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Ulster Pre-War Austin Club


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Report on the Omagh Adventure July 2011


Sometimes when a run has been going for a number of years it is hard to find new routes, ideas and maintain the high standard set on previous runs. Well the Omagh boys and girls have pulled it off again this year!  33 cars turned up from as far away as Newtownards and Donegal and in my opinion this years Omagh event was the best one yet.  Good weather helps and this year it was warm and sunny, even Ken Irwin had the hood down!  The roads used seemed a little wider than usual but the successful format of using roads with grass growing down the middle, coupled with potholes and uneven surfaces was maintained!  Perhaps it was because I was driving an Austin Seven that they seemed wider than normal.  The quiet roads and fantastic scenery used are ideal for our type of cars, it is clear that a lot of thought had gone into the route.  The standard of the road book with all the information it contained, is a credit to Godfrey.  I would have thought it impossible to get lost no matter how much you try.


The museum gets better and each year there are more new exhibits.  The sight of the 1st world war aeroplane flying over the cars and hills was a novel idea that amused many of the participants.  This is Desís private collection and we are indebted to him for allowing us total access, and the effort that he puts in to ensure that we are welcome.  Des, we cannot thank you enough.


If you werenít there, this is what you missed.  We started at 10 am with tea, sandwiches and sticky buns, leaving at 11.30 we headed over Curr Mountain and then Slievemore Mountain past the wind turbine farm. Sam Marsden felt at home and wanted to stop to see how many kilowatts they were producing but we had to move on.  Going down the mountain we passed a massive turf cutting operation and it was lovely to see the new and the old forms of energy cooperating alongside. Into sixmilecross, past Dunmoyle forest and over Tullyglush Mountain we arrived at Toddís leap off-road centre for refreshments.  Toddsleap was very interesting and we only had time for a taster of the activities that goes on there.  George and Sadie McCaig have already booked in for a bungee jumping session in August, it is not too late to join them.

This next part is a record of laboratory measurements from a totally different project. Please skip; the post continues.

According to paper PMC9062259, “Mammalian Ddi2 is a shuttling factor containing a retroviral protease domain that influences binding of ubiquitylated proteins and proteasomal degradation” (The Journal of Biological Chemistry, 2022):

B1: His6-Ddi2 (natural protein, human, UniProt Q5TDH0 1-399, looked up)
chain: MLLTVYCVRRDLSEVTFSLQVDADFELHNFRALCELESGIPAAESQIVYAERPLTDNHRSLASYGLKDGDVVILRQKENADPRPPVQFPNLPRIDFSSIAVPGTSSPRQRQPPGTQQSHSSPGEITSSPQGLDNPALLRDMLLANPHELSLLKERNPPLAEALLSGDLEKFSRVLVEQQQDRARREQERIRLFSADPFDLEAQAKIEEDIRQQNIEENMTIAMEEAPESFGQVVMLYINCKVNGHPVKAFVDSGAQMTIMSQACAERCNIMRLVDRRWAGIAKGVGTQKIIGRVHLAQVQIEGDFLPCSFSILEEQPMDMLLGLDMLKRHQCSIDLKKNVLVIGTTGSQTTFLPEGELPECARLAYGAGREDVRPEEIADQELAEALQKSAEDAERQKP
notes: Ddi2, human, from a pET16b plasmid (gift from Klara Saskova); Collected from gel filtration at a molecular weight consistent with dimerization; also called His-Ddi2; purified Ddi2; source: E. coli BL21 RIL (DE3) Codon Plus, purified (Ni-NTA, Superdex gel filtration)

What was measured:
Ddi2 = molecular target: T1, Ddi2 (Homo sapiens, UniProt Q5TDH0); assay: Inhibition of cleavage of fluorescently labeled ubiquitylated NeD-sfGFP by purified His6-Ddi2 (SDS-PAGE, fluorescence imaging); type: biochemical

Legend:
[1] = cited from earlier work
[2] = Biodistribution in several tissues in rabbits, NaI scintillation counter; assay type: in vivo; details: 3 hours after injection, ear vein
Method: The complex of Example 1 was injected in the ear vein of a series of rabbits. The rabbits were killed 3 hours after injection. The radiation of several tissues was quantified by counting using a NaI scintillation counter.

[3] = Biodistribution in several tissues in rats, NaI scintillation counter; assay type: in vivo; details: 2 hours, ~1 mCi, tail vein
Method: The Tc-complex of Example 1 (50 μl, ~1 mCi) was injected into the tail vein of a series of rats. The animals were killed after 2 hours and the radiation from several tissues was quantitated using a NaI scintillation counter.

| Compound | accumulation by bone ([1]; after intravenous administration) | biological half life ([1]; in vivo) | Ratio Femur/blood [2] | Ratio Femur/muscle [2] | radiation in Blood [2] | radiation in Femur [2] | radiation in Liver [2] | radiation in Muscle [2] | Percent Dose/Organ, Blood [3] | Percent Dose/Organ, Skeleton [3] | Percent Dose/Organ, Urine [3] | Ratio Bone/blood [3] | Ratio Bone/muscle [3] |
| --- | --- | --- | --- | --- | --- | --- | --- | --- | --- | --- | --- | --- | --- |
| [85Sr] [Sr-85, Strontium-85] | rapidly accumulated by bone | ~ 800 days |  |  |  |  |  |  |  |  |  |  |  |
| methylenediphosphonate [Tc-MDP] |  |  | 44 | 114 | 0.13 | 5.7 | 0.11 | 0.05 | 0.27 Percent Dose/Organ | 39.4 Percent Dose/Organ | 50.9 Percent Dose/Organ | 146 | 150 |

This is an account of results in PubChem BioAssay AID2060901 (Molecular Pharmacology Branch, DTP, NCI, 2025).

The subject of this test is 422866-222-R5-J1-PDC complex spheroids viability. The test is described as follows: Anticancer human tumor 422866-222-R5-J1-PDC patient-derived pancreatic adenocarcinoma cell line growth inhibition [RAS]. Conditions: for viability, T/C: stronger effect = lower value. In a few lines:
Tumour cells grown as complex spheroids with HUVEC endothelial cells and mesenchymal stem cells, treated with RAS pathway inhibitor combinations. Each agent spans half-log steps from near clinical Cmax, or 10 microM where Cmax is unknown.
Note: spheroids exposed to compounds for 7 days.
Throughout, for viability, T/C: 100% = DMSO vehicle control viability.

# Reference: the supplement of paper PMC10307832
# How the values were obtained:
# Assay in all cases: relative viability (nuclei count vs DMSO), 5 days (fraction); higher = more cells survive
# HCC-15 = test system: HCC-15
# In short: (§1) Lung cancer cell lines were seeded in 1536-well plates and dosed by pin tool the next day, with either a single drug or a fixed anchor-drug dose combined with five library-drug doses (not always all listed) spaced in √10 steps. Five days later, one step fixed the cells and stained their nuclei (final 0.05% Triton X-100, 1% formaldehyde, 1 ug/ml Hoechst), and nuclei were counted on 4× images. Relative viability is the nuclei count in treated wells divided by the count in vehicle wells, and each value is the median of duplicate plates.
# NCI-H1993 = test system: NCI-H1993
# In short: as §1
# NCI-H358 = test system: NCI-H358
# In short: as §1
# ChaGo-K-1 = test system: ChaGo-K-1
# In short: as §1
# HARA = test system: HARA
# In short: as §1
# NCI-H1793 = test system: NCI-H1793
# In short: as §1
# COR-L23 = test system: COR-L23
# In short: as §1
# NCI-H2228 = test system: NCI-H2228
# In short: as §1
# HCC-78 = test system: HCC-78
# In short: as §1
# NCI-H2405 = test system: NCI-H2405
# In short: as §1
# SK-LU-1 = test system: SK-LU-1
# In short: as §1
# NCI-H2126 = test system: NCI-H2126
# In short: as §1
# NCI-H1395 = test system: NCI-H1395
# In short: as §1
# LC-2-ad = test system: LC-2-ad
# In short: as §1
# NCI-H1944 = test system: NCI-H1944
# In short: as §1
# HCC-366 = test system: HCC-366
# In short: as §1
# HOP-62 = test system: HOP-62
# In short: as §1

We left Toddsleap and did an anti clockwise loop around Ballygawley, over Bockets hill, onto Tullyvannen for a planned stop.  However our lead driver had disappeared and we carried on past Altmore forest over Crockanirvore Mountain , into Sixmilecross, through Beragh and back to base. The total route was 37 miles except for those including me, who wanted really good value for money and did  37.5 miles!


At the museum we enjoyed a beautiful salad, ice cream and apple tart, had another look at the exhibits and after several speeches, all too soon it was time to make our way home.  I heard later that that Des was giving children rides around the field in his Landrover, so clearly the Toddsleap off road experience had rubbed off on him!  I now know that the event raised £850 for our club charity which is a magnificent achievement in these austere times that we live in.


It would not have happened without a big thanks to everyone who helped set up the museum on Wed and Frid nights and cleared up after the event. To Ella and Anna who stayed behind and prepared the meal, all the ladies who helped with serving and provided food, everyone who provided tom bola prizes, Vincent and Ann Howe who supplied all the ice-cream and coleslaw free of charge. Thanks to Des for the venue and Godfrey for making out the route and the road book. I hope I have left no one out but on behalf of all the participants a big thank you for the hard work put in by everybody.

By Wesley Lamont


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